turn oven on at 220°C and set a timer for 30 minutes. When the timer goes put the loaves in the oven and set a timer for 35 minutes.

All ovens are different but we usually turn our loaves over and give them another 5-10 minutes which gives them a terrific even crust.

tip reheating
If you are going to reheat the bread cook it a little less. Too reheat spray it liberally with cold water and put it into a pre heated 200°C. When the outside crust is crisp again the inside will be hot.

cook's notes

  • There are of course times when I make several batches, but for some reason this weight of flour always seems to deliver the best result. Often guests will beg to take leftover bread home, however, I am equally glad to have some left over. Let it stand, sliced and laid out on a tray at room temp for at least 24 hours and then depending on quantity process it in the Thermomix or food processor. In winter I am more likely to cut it into 10 mm cubes for bread knödel and freeze it.
  • A lot of people bake it in a Le Creuset Dutch oven but I find I get an excellent crust rolling it through polenta or semolina and bake it on normal baking sheets covered with silicon mats. 
    great bread starts with great flour. We only use Lauke flours because they are a consistently high quality and importantly they are a highy respected South Australian flour producer.
    The point is buy the best quality flour you can find.
    Jim’s doughs almost exclusively use dry yeast. Only buy your yeast at a busy store where there will be constant turnover. We buy 500g vacced packs and once it is opened it must be kept in the fridge. Date your container when you open the packet and in a domestic situation if you haven’t used it in six months rather than risk it not working properly chuck it out and start again.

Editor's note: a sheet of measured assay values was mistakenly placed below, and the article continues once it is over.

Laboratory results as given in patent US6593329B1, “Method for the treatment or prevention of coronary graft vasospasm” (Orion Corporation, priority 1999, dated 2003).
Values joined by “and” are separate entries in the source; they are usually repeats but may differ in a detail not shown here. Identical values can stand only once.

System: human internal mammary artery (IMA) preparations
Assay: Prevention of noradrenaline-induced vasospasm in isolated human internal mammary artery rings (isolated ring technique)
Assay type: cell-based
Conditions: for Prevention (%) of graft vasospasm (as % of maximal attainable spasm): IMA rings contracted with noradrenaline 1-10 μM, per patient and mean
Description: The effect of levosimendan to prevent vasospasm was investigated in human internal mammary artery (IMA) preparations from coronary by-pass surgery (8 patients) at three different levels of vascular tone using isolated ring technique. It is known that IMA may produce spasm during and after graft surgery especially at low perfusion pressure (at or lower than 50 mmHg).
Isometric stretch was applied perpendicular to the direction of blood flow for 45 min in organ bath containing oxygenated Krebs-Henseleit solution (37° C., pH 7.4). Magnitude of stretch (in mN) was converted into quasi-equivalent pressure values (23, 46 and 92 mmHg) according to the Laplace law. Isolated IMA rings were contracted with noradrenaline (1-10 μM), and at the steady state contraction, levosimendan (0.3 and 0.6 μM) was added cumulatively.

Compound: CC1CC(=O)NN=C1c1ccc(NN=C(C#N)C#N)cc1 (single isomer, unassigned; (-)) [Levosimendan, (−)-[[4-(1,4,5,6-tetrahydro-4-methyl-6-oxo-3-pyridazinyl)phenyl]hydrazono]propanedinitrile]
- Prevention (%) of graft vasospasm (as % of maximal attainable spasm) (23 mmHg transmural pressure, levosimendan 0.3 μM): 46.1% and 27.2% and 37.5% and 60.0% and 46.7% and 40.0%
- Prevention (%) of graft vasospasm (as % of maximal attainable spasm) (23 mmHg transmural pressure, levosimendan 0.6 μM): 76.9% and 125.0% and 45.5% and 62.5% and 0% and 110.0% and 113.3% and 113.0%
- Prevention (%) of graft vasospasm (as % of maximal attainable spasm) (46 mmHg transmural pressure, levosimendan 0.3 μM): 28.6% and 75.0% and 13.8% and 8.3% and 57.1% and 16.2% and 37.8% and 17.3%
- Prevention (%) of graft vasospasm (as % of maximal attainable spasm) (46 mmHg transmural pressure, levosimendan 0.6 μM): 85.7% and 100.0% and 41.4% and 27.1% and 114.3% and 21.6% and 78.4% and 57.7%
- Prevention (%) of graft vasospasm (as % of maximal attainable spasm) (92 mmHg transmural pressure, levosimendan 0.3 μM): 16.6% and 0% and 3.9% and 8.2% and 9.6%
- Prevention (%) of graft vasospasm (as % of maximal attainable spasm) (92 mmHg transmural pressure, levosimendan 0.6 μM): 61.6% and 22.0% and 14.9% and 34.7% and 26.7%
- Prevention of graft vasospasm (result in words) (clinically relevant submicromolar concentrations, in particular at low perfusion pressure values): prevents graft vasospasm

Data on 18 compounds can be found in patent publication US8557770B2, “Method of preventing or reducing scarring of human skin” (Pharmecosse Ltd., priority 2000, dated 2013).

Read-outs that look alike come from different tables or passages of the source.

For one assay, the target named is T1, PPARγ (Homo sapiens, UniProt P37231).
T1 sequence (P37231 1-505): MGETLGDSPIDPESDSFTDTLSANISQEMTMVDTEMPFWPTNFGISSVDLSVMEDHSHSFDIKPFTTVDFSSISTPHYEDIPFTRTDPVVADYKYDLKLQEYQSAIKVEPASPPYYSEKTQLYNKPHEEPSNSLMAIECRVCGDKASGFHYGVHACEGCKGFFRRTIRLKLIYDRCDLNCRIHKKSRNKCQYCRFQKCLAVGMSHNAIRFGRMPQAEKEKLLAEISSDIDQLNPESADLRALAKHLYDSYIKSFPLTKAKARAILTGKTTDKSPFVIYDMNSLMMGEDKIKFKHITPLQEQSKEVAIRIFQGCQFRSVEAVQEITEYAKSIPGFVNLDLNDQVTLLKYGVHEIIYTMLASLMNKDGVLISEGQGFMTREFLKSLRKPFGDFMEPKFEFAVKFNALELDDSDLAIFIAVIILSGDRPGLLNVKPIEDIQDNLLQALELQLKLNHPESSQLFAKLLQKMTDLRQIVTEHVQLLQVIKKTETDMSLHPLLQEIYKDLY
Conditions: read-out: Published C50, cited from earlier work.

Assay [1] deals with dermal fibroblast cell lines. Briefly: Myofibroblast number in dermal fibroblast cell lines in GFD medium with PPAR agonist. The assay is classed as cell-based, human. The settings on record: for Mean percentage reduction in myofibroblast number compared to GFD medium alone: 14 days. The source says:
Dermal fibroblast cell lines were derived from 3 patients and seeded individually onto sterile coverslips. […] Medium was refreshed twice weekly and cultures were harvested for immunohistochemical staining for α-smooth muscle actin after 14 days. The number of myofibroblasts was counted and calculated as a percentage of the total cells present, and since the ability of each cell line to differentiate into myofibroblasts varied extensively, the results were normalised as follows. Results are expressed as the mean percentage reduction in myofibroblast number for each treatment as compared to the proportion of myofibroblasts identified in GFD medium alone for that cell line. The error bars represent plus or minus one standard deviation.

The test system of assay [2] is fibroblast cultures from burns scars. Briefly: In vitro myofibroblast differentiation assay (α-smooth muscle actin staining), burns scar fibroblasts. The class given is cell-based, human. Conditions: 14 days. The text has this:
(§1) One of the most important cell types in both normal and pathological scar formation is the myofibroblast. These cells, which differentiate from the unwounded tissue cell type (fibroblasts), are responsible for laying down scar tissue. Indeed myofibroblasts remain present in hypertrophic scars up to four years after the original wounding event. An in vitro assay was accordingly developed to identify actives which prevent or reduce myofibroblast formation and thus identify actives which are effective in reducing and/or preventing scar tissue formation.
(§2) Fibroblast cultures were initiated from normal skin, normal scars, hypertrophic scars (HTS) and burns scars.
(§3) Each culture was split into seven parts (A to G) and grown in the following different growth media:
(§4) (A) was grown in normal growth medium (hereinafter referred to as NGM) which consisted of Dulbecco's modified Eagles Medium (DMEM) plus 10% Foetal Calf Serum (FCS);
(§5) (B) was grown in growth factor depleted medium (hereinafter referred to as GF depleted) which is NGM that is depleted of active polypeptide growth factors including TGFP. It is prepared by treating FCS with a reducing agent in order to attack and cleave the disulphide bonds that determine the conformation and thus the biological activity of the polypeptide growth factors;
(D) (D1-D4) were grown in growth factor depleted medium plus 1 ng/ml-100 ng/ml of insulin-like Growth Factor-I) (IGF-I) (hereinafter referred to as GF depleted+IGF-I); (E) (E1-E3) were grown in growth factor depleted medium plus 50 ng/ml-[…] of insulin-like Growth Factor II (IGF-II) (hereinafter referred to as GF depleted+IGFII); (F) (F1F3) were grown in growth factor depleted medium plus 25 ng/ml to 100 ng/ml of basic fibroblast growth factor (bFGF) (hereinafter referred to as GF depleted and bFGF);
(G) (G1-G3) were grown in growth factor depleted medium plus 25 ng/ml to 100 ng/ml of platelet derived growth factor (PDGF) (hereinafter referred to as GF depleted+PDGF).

find a busy local wholesale and retail supplier that does wholesale quantities. The price will be better but it will also be nice and fresh.
    Both work well but my personal preference is for polenta.
    in the years of making this bread in both commercial and domestic situations we have had time to observe what works the best. These narrow based wide mouthed bowls with tight fitting lids are the best. They create their own micro atmosphere and keep the top of the dough moist.
    How long is a piece of string? Our kitchen ranges from about 14°C to 40°C. In winter I will do a 24 hour prove [often leaving it outside overnight] and in summer I’ll usually make the dough first thing in the morning, leave it in a cool place 16° to 22°C and it will be ready for finishing around 4-5pm.
    over the years I have seen many different ways that this recipe is proved. It can be put in the coolroom/fridge to control the proving time but the result never has the same crust or chewy centre. Using a prover also does nothing to enhance this bread. For the best results, it is about knowing your environment and working with it.
    It is very useful to work out where the dough would come to when doubled and mark it with a permanent texta. Beginners yeast anxiety can often lead to failure.